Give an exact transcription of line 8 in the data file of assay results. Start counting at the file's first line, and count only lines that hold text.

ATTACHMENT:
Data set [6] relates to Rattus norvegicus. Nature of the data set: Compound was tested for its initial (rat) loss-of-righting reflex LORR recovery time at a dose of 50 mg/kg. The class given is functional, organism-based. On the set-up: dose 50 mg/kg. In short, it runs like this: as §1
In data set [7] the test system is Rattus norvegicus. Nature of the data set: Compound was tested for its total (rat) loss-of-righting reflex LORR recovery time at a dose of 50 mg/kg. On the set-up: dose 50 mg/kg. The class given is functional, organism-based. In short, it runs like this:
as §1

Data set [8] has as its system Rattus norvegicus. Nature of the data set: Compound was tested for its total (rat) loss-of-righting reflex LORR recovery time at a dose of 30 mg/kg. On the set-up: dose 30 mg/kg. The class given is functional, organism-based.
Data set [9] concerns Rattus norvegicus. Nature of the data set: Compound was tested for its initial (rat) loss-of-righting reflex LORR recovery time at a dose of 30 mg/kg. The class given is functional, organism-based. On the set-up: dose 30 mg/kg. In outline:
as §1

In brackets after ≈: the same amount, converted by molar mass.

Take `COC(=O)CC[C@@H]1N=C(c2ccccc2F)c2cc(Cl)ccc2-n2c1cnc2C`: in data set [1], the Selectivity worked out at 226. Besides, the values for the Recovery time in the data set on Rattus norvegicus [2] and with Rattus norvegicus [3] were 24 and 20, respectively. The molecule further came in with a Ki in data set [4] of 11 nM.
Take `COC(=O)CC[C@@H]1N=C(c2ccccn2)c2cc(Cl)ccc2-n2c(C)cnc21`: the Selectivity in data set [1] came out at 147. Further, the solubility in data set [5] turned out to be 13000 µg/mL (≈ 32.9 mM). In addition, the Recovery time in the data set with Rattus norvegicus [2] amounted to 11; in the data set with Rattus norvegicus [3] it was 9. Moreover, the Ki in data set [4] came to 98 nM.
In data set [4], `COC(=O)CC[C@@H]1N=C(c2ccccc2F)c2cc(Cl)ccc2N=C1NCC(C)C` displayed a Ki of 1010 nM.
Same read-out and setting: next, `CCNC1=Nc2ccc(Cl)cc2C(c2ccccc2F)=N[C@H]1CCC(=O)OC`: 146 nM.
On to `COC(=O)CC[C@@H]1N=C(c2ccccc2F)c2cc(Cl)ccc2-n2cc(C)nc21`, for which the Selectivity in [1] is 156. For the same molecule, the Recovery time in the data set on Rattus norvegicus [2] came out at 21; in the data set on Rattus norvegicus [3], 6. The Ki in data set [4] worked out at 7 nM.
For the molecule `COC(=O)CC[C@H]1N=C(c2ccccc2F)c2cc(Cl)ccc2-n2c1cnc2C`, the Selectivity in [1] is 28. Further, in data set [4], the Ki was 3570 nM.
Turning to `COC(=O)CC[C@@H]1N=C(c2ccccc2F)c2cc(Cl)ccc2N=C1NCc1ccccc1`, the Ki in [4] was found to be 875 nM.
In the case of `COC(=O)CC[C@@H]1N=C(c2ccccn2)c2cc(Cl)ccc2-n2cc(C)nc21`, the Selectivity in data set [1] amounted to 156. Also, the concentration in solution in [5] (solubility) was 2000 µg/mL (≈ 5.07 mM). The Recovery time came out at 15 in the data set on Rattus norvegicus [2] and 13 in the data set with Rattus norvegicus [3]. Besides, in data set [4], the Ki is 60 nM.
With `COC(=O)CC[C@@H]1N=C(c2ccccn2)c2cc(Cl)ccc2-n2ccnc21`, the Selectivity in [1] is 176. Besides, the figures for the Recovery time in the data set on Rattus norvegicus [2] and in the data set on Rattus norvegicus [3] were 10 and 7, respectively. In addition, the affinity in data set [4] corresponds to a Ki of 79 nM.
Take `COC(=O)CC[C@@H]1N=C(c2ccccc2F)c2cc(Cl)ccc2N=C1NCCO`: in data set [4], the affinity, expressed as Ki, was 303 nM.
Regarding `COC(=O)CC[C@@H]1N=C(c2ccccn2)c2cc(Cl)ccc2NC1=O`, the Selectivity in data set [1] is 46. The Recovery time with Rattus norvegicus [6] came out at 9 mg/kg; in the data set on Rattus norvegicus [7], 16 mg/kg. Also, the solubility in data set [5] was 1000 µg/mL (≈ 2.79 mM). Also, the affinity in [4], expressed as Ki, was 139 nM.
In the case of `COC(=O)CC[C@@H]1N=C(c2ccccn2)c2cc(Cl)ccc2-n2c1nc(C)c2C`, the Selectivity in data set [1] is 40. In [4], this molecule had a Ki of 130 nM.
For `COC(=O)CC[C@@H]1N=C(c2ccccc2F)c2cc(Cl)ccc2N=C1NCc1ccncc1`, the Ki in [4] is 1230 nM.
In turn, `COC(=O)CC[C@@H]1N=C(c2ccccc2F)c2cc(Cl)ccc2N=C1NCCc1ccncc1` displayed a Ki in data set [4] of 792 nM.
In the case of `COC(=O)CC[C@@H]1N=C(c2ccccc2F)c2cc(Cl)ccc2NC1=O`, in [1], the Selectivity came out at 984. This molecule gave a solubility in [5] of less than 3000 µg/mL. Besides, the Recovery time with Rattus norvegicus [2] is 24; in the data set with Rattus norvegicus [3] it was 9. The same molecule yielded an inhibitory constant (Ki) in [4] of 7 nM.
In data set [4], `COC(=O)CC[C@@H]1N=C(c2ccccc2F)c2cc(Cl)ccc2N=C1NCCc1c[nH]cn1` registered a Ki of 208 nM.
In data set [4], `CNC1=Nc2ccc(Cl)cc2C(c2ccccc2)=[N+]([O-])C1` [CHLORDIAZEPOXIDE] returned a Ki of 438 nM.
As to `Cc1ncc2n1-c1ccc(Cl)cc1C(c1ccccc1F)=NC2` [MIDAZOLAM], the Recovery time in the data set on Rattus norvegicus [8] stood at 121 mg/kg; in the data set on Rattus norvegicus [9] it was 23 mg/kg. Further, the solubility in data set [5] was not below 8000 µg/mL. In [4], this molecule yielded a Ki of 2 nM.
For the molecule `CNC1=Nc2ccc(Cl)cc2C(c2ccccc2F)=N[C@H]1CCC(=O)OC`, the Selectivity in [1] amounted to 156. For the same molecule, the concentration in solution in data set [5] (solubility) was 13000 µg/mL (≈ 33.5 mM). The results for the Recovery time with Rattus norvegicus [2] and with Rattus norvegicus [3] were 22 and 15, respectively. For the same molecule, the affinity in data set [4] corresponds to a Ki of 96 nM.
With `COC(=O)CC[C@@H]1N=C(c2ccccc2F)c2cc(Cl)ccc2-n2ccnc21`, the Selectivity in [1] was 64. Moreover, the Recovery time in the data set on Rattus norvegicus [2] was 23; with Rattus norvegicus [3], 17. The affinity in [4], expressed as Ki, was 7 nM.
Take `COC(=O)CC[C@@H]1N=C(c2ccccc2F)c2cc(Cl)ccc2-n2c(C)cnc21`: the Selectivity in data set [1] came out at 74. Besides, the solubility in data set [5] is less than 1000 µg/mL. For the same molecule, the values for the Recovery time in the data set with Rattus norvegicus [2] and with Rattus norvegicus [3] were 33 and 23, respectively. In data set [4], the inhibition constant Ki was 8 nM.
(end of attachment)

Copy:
Take `COC(=O)CC[C@@H]1N=C(c2ccccc2F)c2cc(Cl)ccc2-n2c1cnc2C`: in data set [1], the Selectivity worked out at 226. Besides, the values for the Recovery time in the data set on Rattus norvegicus [2] and with Rattus norvegicus [3] were 24 and 20, respectively. The molecule further came in with a Ki in data set [4] of 11 nM.